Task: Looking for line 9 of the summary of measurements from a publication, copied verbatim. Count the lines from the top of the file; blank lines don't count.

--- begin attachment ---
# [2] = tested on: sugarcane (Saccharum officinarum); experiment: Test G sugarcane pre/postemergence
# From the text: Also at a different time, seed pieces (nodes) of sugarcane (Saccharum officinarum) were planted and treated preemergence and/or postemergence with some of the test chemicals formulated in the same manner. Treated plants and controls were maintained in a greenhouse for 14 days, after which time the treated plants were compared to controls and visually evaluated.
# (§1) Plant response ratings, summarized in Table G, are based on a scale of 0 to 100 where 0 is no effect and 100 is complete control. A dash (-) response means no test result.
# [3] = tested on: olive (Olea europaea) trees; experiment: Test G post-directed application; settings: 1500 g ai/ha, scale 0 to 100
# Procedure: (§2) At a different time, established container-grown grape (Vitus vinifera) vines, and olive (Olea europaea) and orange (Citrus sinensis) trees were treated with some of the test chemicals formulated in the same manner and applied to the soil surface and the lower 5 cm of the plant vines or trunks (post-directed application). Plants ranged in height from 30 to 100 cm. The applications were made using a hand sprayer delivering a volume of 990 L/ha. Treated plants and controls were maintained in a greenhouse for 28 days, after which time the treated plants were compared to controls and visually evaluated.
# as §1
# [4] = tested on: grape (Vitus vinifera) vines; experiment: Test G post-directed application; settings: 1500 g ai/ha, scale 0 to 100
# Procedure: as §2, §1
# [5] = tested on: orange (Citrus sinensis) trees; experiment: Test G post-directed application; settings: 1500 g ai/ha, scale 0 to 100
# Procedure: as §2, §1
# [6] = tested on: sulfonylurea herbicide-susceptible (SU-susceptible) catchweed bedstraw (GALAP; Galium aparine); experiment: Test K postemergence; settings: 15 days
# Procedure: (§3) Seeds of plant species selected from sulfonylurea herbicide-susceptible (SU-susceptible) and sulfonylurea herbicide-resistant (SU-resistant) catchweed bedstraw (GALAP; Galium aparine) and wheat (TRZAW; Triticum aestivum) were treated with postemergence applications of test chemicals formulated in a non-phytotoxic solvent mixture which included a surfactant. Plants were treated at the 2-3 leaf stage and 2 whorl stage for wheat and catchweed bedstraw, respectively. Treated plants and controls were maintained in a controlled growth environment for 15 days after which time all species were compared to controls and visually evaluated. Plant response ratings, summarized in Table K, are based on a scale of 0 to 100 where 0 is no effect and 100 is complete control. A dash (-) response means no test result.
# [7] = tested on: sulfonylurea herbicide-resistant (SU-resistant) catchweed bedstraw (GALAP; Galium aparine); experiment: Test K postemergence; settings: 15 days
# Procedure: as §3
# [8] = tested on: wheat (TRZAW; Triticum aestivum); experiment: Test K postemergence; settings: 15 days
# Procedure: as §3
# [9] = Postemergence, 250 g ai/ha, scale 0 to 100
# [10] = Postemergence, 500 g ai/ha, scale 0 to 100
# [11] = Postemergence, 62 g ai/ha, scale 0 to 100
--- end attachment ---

# [5] = tested on: orange (Citrus sinensis) trees; experiment: Test G post-directed application; settings: 1500 g ai/ha, scale 0 to 100